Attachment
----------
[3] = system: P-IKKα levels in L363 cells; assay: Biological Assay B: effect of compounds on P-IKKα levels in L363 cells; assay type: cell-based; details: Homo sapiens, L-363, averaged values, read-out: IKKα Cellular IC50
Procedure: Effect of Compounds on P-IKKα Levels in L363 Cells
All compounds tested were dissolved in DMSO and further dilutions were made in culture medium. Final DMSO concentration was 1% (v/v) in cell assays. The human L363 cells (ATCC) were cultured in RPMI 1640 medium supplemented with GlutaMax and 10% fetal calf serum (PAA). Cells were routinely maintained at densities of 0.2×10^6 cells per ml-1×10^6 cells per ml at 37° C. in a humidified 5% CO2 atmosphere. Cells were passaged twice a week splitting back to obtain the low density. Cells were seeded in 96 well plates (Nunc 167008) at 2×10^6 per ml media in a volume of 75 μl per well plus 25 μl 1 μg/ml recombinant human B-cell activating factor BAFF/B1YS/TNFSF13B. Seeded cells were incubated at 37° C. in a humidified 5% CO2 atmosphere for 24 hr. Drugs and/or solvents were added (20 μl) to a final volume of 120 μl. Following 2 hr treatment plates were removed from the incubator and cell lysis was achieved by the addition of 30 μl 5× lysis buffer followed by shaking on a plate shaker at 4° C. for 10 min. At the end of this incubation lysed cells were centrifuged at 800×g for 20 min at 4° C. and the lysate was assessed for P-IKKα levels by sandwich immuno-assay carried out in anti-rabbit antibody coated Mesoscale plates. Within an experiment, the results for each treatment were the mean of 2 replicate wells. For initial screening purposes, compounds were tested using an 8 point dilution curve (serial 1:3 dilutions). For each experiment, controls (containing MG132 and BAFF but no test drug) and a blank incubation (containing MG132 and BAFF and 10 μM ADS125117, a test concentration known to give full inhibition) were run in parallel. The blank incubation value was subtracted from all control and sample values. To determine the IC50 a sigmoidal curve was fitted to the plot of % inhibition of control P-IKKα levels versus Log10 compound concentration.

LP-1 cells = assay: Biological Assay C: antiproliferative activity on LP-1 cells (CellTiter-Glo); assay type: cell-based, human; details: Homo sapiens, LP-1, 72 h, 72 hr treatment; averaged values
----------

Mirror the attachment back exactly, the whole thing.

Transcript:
[3] = system: P-IKKα levels in L363 cells; assay: Biological Assay B: effect of compounds on P-IKKα levels in L363 cells; assay type: cell-based; details: Homo sapiens, L-363, averaged values, read-out: IKKα Cellular IC50
Procedure: Effect of Compounds on P-IKKα Levels in L363 Cells
All compounds tested were dissolved in DMSO and further dilutions were made in culture medium. Final DMSO concentration was 1% (v/v) in cell assays. The human L363 cells (ATCC) were cultured in RPMI 1640 medium supplemented with GlutaMax and 10% fetal calf serum (PAA). Cells were routinely maintained at densities of 0.2×10^6 cells per ml-1×10^6 cells per ml at 37° C. in a humidified 5% CO2 atmosphere. Cells were passaged twice a week splitting back to obtain the low density. Cells were seeded in 96 well plates (Nunc 167008) at 2×10^6 per ml media in a volume of 75 μl per well plus 25 μl 1 μg/ml recombinant human B-cell activating factor BAFF/B1YS/TNFSF13B. Seeded cells were incubated at 37° C. in a humidified 5% CO2 atmosphere for 24 hr. Drugs and/or solvents were added (20 μl) to a final volume of 120 μl. Following 2 hr treatment plates were removed from the incubator and cell lysis was achieved by the addition of 30 μl 5× lysis buffer followed by shaking on a plate shaker at 4° C. for 10 min. At the end of this incubation lysed cells were centrifuged at 800×g for 20 min at 4° C. and the lysate was assessed for P-IKKα levels by sandwich immuno-assay carried out in anti-rabbit antibody coated Mesoscale plates. Within an experiment, the results for each treatment were the mean of 2 replicate wells. For initial screening purposes, compounds were tested using an 8 point dilution curve (serial 1:3 dilutions). For each experiment, controls (containing MG132 and BAFF but no test drug) and a blank incubation (containing MG132 and BAFF and 10 μM ADS125117, a test concentration known to give full inhibition) were run in parallel. The blank incubation value was subtracted from all control and sample values. To determine the IC50 a sigmoidal curve was fitted to the plot of % inhibition of control P-IKKα levels versus Log10 compound concentration.

LP-1 cells = assay: Biological Assay C: antiproliferative activity on LP-1 cells (CellTiter-Glo); assay type: cell-based, human; details: Homo sapiens, LP-1, 72 h, 72 hr treatment; averaged values